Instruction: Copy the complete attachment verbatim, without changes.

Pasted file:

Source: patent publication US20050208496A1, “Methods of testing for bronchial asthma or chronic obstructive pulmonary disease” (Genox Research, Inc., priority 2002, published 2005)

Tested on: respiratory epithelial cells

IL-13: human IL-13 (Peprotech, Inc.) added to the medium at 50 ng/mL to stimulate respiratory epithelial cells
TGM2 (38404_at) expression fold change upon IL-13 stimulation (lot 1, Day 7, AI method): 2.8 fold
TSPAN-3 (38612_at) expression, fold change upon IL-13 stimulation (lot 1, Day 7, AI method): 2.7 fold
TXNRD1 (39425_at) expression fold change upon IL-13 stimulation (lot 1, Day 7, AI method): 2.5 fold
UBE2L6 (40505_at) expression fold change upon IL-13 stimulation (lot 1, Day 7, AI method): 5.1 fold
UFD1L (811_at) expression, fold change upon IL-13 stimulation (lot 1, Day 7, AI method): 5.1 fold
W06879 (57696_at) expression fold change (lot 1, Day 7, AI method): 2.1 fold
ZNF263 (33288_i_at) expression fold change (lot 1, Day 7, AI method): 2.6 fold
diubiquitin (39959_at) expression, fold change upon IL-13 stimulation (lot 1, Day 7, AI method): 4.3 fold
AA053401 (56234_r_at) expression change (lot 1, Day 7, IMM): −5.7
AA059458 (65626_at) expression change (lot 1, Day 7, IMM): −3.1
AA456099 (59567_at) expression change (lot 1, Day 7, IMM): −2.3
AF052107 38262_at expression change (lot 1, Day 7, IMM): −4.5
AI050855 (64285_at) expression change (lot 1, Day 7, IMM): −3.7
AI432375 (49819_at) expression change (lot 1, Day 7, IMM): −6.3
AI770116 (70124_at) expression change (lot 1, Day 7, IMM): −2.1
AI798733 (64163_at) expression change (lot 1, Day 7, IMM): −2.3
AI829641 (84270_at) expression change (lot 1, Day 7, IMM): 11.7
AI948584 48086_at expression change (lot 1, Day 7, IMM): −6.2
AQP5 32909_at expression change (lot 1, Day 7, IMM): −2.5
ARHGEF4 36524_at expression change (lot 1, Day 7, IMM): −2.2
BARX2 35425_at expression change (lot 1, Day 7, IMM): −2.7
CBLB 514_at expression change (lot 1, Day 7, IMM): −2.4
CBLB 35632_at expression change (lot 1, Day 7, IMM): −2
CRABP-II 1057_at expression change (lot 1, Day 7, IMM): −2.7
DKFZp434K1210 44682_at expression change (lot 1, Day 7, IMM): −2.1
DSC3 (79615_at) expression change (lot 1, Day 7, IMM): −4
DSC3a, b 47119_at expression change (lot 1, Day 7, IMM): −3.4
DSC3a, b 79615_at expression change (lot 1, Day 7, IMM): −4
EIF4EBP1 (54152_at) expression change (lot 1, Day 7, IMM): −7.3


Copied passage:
Source: patent publication US20050208496A1, “Methods of testing for bronchial asthma or chronic obstructive pulmonary disease” (Genox Research, Inc., priority 2002, published 2005)

Tested on: respiratory epithelial cells

IL-13: human IL-13 (Peprotech, Inc.) added to the medium at 50 ng/mL to stimulate respiratory epithelial cells
TGM2 (38404_at) expression fold change upon IL-13 stimulation (lot 1, Day 7, AI method): 2.8 fold
TSPAN-3 (38612_at) expression, fold change upon IL-13 stimulation (lot 1, Day 7, AI method): 2.7 fold
TXNRD1 (39425_at) expression fold change upon IL-13 stimulation (lot 1, Day 7, AI method): 2.5 fold
UBE2L6 (40505_at) expression fold change upon IL-13 stimulation (lot 1, Day 7, AI method): 5.1 fold
UFD1L (811_at) expression, fold change upon IL-13 stimulation (lot 1, Day 7, AI method): 5.1 fold
W06879 (57696_at) expression fold change (lot 1, Day 7, AI method): 2.1 fold
ZNF263 (33288_i_at) expression fold change (lot 1, Day 7, AI method): 2.6 fold
diubiquitin (39959_at) expression, fold change upon IL-13 stimulation (lot 1, Day 7, AI method): 4.3 fold
AA053401 (56234_r_at) expression change (lot 1, Day 7, IMM): −5.7
AA059458 (65626_at) expression change (lot 1, Day 7, IMM): −3.1
AA456099 (59567_at) expression change (lot 1, Day 7, IMM): −2.3
AF052107 38262_at expression change (lot 1, Day 7, IMM): −4.5
AI050855 (64285_at) expression change (lot 1, Day 7, IMM): −3.7
AI432375 (49819_at) expression change (lot 1, Day 7, IMM): −6.3
AI770116 (70124_at) expression change (lot 1, Day 7, IMM): −2.1
AI798733 (64163_at) expression change (lot 1, Day 7, IMM): −2.3
AI829641 (84270_at) expression change (lot 1, Day 7, IMM): 11.7
AI948584 48086_at expression change (lot 1, Day 7, IMM): −6.2
AQP5 32909_at expression change (lot 1, Day 7, IMM): −2.5
ARHGEF4 36524_at expression change (lot 1, Day 7, IMM): −2.2
BARX2 35425_at expression change (lot 1, Day 7, IMM): −2.7
CBLB 514_at expression change (lot 1, Day 7, IMM): −2.4
CBLB 35632_at expression change (lot 1, Day 7, IMM): −2
CRABP-II 1057_at expression change (lot 1, Day 7, IMM): −2.7
DKFZp434K1210 44682_at expression change (lot 1, Day 7, IMM): −2.1
DSC3 (79615_at) expression change (lot 1, Day 7, IMM): −4
DSC3a, b 47119_at expression change (lot 1, Day 7, IMM): −3.4
DSC3a, b 79615_at expression change (lot 1, Day 7, IMM): −4
EIF4EBP1 (54152_at) expression change (lot 1, Day 7, IMM): −7.3